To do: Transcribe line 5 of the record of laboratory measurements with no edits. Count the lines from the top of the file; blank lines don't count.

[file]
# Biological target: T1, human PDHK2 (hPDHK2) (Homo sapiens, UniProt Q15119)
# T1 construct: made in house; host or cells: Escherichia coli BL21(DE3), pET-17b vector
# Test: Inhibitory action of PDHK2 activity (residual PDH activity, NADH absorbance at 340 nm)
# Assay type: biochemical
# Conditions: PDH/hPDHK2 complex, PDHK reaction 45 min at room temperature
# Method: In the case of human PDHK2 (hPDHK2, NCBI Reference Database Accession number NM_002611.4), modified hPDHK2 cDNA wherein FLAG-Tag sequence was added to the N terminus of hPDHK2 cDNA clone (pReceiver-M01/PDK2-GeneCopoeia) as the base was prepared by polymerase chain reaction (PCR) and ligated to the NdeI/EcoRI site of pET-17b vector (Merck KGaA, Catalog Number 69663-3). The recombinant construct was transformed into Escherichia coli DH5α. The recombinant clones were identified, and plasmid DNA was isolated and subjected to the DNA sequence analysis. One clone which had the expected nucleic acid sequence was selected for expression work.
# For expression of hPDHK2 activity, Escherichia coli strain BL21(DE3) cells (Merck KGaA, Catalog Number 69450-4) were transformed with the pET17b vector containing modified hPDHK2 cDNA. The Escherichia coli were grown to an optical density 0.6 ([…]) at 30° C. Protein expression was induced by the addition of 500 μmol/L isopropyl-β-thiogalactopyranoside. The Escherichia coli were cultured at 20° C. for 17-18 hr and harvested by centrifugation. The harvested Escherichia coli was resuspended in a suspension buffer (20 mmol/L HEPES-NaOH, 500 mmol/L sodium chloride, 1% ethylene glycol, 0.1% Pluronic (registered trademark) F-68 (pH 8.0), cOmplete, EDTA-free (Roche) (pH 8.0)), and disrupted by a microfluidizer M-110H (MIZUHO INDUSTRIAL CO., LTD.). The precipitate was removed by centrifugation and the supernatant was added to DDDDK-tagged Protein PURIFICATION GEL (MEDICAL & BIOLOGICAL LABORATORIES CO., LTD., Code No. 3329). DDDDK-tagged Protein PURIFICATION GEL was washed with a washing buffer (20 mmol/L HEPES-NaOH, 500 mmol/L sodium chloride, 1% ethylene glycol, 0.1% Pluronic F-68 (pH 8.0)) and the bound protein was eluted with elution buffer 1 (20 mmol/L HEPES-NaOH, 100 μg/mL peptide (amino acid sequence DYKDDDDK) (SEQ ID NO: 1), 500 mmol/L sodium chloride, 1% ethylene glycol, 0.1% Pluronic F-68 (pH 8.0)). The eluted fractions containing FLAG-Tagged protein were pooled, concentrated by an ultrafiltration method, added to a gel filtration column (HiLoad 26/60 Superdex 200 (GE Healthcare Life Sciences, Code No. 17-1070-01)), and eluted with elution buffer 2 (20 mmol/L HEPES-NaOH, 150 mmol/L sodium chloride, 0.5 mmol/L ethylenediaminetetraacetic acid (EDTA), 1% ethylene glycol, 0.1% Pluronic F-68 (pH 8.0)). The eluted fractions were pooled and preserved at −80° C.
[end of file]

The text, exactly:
# Conditions: PDH/hPDHK2 complex, PDHK reaction 45 min at room temperature